Continuing the trend of Iran getting back on speaking terms with other countries, British Prime Minister David Cameron called Iranian President Hassan Rouhani on Tuesday, the first time a U.K. leader has done so in a decade. Iran enters another round of international negotiations on its nuclear program this week.
According to 10 Downing Street, the two leaders “agreed to continue efforts to improve the relationship on a step by step and reciprocal basis.”
Here’s their summary of the discussion of Iran’s nuclear capabilities:
“Both leaders agreed that significant progress had been made in the recent Geneva negotiations and that it was important to seize the opportunity presented by the further round of talks which get underway tomorrow. The Prime Minister underlined the necessity of Iran comprehensively addressing the concerns of the international community about their nuclear program, including the need for greater transparency.”
Rouhani, as has become characteristic for the new leader, summarized his side of the story on Twitter:
@HassanRouhani: In a phone conversation, @David_Cameron expressed regret over the #terrorist attacks in front of the Iranian embassy in #Beirut.
@HassanRouhani: Finding a political solution to the #Syrian crisis and improving bilateral ties were other issues discussed in phone conv w/ @David_Cameron
@HassanRouhani: In phone conv w/ @David_Cameron, ways to create positive atmosphere to address concerns of both sides on the #nuclear issue was emphasized
Following Rouhani’s so-called “charm offensive” to the West, international leaders have re-entered negotiations with Iran over his enrichment of uranium, which Rouhani insists is only for peaceful purposes. And while previous rounds of negotiations have left participants cautiously optimistic, the negotiators have not yet agreed on a short- or long-term deal that would lift sanctions against the country. That, it should be noted, is the main reason Iran is engaging in the negotiations. On Tuesday, President Obama met with members of Congress from both parties to talk about an interim deal the P-5+1 negotiating body would like to pursue. That agreement could, among other things, be complicated by a desire among some members of Congress to impose new sanctions on the country.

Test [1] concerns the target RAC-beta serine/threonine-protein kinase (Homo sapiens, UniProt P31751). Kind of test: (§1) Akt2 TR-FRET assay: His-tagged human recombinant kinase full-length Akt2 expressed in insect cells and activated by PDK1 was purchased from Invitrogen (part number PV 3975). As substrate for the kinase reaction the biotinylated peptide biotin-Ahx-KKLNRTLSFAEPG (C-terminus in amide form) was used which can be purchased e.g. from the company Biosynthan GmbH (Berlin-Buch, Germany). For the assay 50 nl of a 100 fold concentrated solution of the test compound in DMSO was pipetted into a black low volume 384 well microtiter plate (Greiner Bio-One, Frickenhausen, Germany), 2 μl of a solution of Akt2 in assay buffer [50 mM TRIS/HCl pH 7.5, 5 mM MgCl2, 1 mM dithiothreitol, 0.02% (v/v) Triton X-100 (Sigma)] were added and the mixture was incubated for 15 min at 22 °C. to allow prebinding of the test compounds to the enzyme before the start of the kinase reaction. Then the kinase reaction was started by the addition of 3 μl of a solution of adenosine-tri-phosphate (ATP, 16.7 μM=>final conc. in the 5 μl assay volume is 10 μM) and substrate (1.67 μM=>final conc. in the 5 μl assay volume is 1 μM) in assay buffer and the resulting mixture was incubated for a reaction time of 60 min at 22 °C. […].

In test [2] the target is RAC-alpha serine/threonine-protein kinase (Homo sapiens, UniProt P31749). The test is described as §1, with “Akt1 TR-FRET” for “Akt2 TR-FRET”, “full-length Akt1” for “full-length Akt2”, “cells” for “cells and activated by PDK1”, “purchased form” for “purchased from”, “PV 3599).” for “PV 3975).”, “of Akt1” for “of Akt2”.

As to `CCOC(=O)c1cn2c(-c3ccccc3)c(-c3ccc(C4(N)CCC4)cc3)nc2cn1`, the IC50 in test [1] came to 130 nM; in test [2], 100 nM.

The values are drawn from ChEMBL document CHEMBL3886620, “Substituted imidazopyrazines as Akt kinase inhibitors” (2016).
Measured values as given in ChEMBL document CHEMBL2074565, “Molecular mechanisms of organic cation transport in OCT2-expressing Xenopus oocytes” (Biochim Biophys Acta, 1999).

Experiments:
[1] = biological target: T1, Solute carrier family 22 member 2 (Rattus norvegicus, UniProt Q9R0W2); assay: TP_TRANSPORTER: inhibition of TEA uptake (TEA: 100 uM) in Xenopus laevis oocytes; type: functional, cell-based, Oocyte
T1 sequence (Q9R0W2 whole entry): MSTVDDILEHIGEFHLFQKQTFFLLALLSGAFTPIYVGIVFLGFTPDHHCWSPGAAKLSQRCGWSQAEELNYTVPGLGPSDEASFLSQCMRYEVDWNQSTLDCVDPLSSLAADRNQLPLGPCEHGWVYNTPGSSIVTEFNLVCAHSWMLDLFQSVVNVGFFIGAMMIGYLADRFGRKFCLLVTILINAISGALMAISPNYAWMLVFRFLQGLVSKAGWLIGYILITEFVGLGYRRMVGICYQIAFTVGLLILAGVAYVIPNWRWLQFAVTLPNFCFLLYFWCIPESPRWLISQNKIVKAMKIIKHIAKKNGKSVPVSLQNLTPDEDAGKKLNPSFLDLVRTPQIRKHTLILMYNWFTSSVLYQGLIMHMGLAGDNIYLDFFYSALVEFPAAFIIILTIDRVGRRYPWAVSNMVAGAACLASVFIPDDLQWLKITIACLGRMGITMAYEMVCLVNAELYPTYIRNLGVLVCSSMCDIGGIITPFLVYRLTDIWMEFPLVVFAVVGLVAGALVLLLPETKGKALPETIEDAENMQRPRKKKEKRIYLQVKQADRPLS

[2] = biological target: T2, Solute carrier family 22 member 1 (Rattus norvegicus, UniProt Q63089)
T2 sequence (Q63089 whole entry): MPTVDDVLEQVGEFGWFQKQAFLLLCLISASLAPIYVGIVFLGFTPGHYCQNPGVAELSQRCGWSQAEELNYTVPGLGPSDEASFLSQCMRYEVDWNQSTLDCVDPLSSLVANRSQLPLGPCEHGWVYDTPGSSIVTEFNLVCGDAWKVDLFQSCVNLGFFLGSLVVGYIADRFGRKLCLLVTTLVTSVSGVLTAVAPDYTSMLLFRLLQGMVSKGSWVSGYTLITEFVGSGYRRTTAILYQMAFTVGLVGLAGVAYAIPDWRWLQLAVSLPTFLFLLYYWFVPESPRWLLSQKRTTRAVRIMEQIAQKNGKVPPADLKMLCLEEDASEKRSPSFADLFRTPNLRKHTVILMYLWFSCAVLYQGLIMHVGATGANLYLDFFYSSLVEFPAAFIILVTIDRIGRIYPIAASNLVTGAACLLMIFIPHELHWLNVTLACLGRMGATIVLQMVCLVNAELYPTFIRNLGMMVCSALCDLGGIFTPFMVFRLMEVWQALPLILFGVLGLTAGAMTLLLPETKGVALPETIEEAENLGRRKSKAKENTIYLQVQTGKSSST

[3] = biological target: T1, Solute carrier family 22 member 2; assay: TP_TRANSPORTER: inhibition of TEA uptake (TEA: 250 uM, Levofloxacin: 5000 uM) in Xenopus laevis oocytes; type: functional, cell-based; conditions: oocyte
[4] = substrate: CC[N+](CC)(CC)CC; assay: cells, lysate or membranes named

Reprinted with permission from The Wire. The original story can be found here.
What We're Following See More »
"Some Republicans are running so far away from their party’s nominee that they are threatening to sue TV stations for running ads that suggest they support Donald Trump. Just two weeks before Election Day, five Republicans―Reps. Bob Dold (R-Ill.), Mike Coffman (R-Colo.), David Jolly (R-Fla.), John Katko (R-N.Y.) and Brian Fitzpatrick, a Pennsylvania Republican running for an open seat that’s currently occupied by his brother―contend that certain commercials paid for by the Democratic Congressional Campaign Committee provide false or misleading information by connecting them to the GOP nominee. Trump is so terrible, these Republicans are essentially arguing, that tying them to him amounts to defamation."
Former Illinois GOP Congressman Aaron Schock "recently agreed to pay a $10,000 fine for making an excessive solicitation for a super PAC that was active in his home state of Illinois four years ago." Schock resigned from Congress after a story about his Downton Abbey-themed congressional office raised questions about how he was using taxpayer dollars.
If you need a marker for how confident Hillary Clinton is at this point of the race, here's one: CNN's Jeff Zeleny reports "she's been talking to Republican senators, old allies and new, saying that she is willing to work with them and govern."
On Tuesday, President Rodrigo Duterte of the Philippines threatened to kick U.S. troops out of the country, adding that if he remains president for more than one term he will move to terminate all military deals with America. Last week, Duterte called for a separation between the two countries, though other government officials immediately said he did not mean that literally.